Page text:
Improving student writing abilities with AI support

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What is Artificial Intelligence (AI), Machine Learning (ML) and Deep Learning (DL)?

So, where can AI fit into education? What are the key components and options that AI, ML and DL offer, and what do educators need to know before embracing the possibilities? And, what do all these acronyms mean?

AI is a broad term, and one that has become a marketing catchphrase used by many vendors supplying programs that automatically do something. Does a formative assessment program use AI when it automatically assigns students another 10 ‘tailored’ questions? No. When a computer reads a text and then instantly creates a full range of multiple-choice questions for formative assessment, is that AI? Yes! 

AI, ML and DL capabilities offer teachers the support and innovation to reach transformative levels of learning redefinition as defined in the SAMR framework. They offer new ways to move past applications that deliver simple substitution and augmentation processes. The image below depicts the family of technologies that comprise AI. Emerging from the 1950’s, AI is not new. However, what can be achieved with AI is new and it opens many new transformative pathways, not just for computers but for humans as well.




AI is built on a series of mathematically based components that combine large numbers of data sets with fast, iterative processing and intelligent algorithms. This allows AI software to learn automatically from patterns or features in the data sets. Neural network models are auto-constructed to make repeatable and accurate decisions on new data passed through the model. The whole premise is to build an electronic neural capability to mimic human intelligence accurately in milliseconds.

ML processes data using algorithmic techniques. These routines are programmatically designed by humans as repeatable calculations. Stanford University says that ML “is the science of getting computers to act without being explicitly programmed”. Many ML routines are reliable, widely available and are being developed all the time, especially in the field of NLP (Natural Language Processing).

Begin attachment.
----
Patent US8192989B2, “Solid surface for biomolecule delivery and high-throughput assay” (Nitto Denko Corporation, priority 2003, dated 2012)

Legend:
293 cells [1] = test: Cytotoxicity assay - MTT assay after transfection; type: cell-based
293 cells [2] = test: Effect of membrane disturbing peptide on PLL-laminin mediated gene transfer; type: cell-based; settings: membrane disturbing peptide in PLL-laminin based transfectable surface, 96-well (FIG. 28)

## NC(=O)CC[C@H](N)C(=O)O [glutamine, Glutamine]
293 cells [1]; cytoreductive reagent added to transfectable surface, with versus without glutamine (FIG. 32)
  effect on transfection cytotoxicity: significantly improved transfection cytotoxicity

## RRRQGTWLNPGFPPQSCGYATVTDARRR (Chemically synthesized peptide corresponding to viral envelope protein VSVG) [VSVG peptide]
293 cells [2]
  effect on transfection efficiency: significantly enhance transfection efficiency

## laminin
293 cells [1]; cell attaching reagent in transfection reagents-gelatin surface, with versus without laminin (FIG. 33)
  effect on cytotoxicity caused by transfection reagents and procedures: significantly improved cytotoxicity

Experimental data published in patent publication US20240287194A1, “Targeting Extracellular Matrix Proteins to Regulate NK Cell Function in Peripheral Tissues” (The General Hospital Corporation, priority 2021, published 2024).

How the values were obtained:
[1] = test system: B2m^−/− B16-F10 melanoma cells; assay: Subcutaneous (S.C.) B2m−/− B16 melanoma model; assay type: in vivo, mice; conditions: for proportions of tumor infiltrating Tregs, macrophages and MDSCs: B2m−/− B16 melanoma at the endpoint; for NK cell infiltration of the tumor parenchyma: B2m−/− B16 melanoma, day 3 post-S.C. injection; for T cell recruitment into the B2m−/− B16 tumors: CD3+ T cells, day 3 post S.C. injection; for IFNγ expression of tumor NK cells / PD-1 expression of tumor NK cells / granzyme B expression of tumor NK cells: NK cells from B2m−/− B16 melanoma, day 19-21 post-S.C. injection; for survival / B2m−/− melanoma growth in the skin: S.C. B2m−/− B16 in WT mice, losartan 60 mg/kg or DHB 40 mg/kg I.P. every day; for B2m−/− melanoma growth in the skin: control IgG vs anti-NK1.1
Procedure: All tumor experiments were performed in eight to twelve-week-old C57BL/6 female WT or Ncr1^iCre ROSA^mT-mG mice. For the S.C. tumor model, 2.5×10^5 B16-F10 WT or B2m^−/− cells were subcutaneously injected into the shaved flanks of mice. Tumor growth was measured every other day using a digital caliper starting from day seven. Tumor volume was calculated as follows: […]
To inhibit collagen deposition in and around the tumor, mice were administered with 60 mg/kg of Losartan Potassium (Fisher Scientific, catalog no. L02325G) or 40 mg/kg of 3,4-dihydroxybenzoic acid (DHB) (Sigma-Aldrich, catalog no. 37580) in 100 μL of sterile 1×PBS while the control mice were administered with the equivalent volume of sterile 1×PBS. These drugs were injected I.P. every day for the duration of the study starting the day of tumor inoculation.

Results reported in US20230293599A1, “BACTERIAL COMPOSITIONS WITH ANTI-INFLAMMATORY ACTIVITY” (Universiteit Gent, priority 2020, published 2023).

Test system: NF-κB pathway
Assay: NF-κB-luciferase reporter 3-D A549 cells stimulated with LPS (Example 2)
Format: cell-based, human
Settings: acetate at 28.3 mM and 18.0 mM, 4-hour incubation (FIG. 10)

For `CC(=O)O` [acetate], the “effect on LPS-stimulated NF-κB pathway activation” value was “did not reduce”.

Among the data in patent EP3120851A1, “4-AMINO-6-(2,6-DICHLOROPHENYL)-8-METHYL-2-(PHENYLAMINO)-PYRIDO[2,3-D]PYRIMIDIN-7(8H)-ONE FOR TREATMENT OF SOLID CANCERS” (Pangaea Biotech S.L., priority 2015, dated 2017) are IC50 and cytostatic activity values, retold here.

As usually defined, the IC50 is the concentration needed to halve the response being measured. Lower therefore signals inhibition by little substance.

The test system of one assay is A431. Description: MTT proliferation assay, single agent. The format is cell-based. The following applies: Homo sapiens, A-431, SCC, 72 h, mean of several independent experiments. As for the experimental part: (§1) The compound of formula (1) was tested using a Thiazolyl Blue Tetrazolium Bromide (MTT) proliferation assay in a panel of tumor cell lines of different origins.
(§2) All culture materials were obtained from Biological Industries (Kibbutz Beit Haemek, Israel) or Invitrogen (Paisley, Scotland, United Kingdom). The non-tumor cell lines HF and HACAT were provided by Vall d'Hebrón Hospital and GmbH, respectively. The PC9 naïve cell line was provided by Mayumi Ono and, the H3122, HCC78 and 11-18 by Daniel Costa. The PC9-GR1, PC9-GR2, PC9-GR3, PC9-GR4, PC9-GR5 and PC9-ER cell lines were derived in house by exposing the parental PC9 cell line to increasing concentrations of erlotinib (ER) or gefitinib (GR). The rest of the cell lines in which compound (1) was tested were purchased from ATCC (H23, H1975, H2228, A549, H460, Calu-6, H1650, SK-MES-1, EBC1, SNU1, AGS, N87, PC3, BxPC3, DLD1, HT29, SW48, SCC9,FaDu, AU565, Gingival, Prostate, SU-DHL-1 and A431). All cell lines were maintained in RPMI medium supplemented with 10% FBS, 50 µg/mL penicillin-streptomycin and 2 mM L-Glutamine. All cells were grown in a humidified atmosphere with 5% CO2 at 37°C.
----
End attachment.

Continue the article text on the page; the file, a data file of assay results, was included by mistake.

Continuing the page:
NLP is a whole world of mathematics that is getting very clever at vectorising and classifying text. When each word becomes a unique number, computers go crazy with the computational possibilities and analysis that can be done. Basically, computers understand over 150 parts of speech tags allowing them to track language usage and dependencies just like spell checking and grammar systems do. Tracking language context remains the big race and this is where we need more general intelligence built-in. For now, NLP forms the core of most ML based text analysis and calculations.

ML by itself can produce amazing insights and analysis and is able to infer decisions. There are many examples of this capability in play right now. Calculating the lexical density or diversity of a piece of text is a good example of an ML – NLP algorithm. Text goes in, density and diversity ratings come out. This can then be used as part of a decision process or to trigger a response or alert. Some of the oldest and still used auto-essay grading systems use combinations of supervised ML based calculations to grade texts. These methods don’t engage AI decision intelligence but rather execute a range of calculations when combined via statistical techniques, best-fit and experience, producing a result that closely mirrors a human grader.